Tarantulas Stretch the Definition of "Dinner" in Cambodia

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Tarantulas Stretch the Definition of "Dinner" in Cambodia

 

Source: www.Slashfood.com

by Nichol Nelson


Photo: Santo Chino, Flickr


The "bizarre food" craze shows no signs of abating. Spurred on by television personalities and tell-all books, intrepid eaters continue to search the globe for the strangest -- and most off-putting -- edibles they can get their hands on. Which explains the skyrocketing popularity of the latest extreme tourist activity in Cambodia: hunting and eating tarantulas.

The hairy spiders are considered a delicacy in Kampong Cham Town and Sukon, and locals have begun offering visitors the chance to capture their own. The hunting party visits forests and cashew plantations to find the spiders, catching the nocturnal creatures while they're sleeping by poking sticks into their holes.

And then, cue the dinner bell. Deep frying the spiders is a popular technique -- they're served with salt and garlic. Prefer a drink? No worries. You can get your tarantula mixed into a rice wine and jack fruit cocktail.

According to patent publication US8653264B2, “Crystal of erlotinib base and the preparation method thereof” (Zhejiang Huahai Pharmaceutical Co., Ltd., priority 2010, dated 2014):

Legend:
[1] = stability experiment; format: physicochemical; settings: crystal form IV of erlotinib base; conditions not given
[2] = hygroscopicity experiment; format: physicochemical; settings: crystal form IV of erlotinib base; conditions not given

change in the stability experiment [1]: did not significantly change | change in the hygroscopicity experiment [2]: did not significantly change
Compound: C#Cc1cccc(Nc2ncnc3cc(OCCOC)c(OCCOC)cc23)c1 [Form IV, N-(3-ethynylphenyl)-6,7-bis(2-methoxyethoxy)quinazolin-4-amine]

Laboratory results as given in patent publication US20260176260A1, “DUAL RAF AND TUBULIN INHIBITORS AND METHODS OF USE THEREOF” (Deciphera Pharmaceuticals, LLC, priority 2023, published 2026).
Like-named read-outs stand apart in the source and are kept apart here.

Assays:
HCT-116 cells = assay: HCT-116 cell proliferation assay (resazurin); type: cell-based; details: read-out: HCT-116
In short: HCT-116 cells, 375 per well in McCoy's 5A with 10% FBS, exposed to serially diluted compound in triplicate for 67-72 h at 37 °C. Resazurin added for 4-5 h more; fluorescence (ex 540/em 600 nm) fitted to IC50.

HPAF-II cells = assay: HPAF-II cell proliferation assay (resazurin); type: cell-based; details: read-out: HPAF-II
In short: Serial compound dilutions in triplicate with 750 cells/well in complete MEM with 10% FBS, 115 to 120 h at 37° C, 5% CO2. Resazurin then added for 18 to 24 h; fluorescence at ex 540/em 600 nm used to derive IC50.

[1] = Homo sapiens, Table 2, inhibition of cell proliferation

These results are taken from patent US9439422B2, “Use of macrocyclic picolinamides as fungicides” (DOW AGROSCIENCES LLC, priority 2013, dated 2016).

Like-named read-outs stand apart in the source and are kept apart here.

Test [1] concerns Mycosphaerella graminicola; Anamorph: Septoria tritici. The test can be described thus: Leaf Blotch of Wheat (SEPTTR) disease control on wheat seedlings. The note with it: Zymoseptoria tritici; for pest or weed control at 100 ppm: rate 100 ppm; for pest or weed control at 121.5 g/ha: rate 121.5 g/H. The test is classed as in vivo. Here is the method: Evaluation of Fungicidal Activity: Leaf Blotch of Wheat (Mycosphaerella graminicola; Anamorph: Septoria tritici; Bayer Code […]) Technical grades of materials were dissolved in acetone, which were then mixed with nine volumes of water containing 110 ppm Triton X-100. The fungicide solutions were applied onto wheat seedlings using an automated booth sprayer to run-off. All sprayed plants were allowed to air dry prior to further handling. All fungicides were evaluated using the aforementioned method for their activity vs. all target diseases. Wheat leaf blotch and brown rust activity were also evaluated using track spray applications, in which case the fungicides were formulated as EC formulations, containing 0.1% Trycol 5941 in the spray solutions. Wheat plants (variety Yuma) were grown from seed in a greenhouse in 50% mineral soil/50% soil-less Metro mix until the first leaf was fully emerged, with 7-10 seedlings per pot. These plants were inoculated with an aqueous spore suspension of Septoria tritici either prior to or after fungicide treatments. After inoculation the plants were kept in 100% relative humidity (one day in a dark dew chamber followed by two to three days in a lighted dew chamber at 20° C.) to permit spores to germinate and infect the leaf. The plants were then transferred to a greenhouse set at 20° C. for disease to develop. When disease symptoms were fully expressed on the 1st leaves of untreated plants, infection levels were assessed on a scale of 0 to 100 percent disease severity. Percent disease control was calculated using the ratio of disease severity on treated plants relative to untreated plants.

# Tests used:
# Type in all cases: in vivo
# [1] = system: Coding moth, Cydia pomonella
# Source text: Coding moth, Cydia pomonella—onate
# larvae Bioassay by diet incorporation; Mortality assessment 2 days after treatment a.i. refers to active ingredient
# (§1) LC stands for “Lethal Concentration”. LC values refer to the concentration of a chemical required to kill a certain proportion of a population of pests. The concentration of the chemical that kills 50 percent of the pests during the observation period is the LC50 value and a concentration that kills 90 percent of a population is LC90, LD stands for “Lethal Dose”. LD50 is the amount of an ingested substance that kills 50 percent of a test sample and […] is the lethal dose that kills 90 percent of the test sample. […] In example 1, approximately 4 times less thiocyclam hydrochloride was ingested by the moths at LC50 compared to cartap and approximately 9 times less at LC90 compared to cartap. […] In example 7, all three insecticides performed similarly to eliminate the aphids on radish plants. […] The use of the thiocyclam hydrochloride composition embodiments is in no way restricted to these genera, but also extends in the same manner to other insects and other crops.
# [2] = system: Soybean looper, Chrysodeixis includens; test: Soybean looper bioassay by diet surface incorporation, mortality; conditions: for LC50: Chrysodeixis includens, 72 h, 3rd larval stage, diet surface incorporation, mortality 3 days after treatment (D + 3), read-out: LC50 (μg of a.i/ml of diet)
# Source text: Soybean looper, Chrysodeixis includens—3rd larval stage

Locals began eating the spiders in the 1970s, when residents were forced into the jungle during the Khmer Rouge's regime. Years of eating spiders and other bugs for survival gave the area's population a taste for them. Many Cambodians also believe tarantulas can treat medical problems, everything from backaches to breathing problems.

Want to bag your own tarantula? You'll need to be persistent. The tours aren't advertised, so befriending a local is a must. And it goes without saying that those with arachnophobia need not apply.

Note: Although this may be a delicasy to some and a main staple in the Cambodian diet, its not for some, and absolutly not for me! I love my little 8 legged furry pets!

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Comments

Yum! Why this trend hasn't quite caught on with the local "foodies" is a complete mystery to me. I mean, who can resist the allure of deep-fried tarantula with chiles and garlic?
Posted @ Thursday, June 24, 2010 11:50 AM by Jackson Griffith
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